Fitting in-ear-monitors in your ears can take some practice. Here’s a step by step guide.
Question: How do I fit my in-ear monitors properly? IEM’s seem a little tricky compared with my normal earphones.
Answer: Fitting in-ear monitors is something that gets easier the more you wear them. You might be a singer, guitarist or maybe just an audio lover. We recommend you start with the medium foam tips, these usually ship as the standard first-fit on the IEM’s. Squash them a little and insert them in your ear – hold them there for a few seconds to let the foam expand, then:
Step 1: Make sure the cable runs over your ears. The cable can run down your front or back but the cable must first run up, over and behind the ears.
Step 2: Don’t be afraid to try a few tips, and don’t expect the one that feels ‘right’ at first to keep feeling right over the following days. Sometimes the tips you try first might feel good, and then after a few days, they don’t seem right. This is normal and you will begin to know what does feel right.
There are different types of tips. Most in-ear monitors ship a selection of them.
Read also: Best in-ear monitors for Singers
Foam Tips – great noise isolation. Good fit and comfortable. Adds a little weight to the feeling in the ear which can be good or bad depending if you are on a plane or using your IEM’s for running.
Flanges – these come in different forms also. Single, double and triple flanges. The offer pretty good noise isolation especially a triple flange. These can be harder for some people to get a good fit with depending on your ear shape. They can also be less stable depending on how well they fit. Flanges can also change the sound of the music – the softer material can soften the sound vibrations through the thin linings of the wall of the flanges.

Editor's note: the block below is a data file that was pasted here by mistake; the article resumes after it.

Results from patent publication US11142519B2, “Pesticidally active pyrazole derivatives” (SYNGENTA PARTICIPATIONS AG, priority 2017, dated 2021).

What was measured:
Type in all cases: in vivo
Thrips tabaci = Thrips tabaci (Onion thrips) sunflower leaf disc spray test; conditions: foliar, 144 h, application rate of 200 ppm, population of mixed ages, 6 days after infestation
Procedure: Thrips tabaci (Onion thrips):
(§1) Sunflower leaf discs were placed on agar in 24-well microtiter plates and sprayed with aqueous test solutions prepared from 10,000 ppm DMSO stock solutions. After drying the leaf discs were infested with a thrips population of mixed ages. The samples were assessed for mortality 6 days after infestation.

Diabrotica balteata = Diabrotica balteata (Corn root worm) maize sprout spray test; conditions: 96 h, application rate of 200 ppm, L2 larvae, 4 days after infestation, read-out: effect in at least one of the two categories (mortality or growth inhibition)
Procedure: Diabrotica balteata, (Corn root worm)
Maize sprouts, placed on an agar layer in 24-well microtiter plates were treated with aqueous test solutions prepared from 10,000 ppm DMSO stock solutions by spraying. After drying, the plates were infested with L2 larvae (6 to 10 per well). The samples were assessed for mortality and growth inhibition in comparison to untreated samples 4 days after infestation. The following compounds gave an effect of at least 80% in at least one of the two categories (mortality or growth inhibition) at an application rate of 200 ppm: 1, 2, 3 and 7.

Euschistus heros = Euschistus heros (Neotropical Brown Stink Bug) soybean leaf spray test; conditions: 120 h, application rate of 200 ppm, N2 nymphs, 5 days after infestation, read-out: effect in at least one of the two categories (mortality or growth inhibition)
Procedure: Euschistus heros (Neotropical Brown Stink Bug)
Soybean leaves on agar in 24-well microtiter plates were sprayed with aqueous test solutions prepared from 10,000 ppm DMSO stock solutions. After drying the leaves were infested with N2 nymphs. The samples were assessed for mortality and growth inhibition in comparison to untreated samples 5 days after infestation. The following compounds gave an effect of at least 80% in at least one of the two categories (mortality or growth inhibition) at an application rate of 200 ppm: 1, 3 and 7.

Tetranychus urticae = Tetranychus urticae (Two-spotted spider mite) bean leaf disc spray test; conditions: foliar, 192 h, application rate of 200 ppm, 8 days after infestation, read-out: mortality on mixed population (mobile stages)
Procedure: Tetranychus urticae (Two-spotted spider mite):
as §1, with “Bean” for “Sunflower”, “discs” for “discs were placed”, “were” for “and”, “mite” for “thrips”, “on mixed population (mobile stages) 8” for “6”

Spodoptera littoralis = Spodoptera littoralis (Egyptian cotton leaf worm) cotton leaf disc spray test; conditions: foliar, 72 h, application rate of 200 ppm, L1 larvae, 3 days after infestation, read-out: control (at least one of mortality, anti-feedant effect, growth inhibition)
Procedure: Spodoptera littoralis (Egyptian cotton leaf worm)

Step 3: If you are running the cable down your back make sure you pull the cable slider up so the cables meet at the base of your neck – this helps hold them in a little and feel comfortable. Don’t make the cable too tight on the back of your head though, as this can become uncomfortable over time.
If you are running the cable down your front there is no need to worry about this step. Even if you are only commuting with these we recommend running the cable down your back is the most comfortable.
Step 4: The more you wear them the more you will start to notice what doesn’t feel perfect. e.g. you might find they feel wide enough but not deep/long enough, in which case you would try the Red foam tips which are a more medium width and longer tip.
Step 5: As you put them in and out during use over a few days you will get very good at getting them in right the first time with little fuss. You’ll get to understand what a perfect seal sounds like, and you’ll when you haven’t got a perfect seal. The Bass levels are the first thing to sound missing when you don’t have a good seal in your ear.
Step 6: Rotation/Twisting of the earbud in a circular motion in the ear can help to identify a better position.
Signs you don’t have a good seal
- You can still hear low-level ambient noise around you. e.g. There doesn’t seem to be any noise-isolation. You want to feel like your hearing is a little ‘underwater’.
- The sound is thin, lots of treble and they lack any bass at all.
- You can’t identify stereo sounds or the soundscape of the music.
- There is a lot of movement of the IEM in your ear.
That’s the basics of it. As we’ve discussed, fitting in-ear monitors into your ears is something you get better at. We’ve focused on universal in-ear monitors but you can also apply the same principles to custom in-ear monitors if you have have had custom in-ear molds done.
If you’re new to in-ear monitors then make sure you check out our in-ear monitors guide.
Read also: Best budget IEMs
Endless hours of experimentation, professional work, and personal investment in Home Theatre, Hi-Fi, Smart Home Automation and Headphones have come to this.
Former owner of Headphones Canada, a high-end headphone specialty retailer.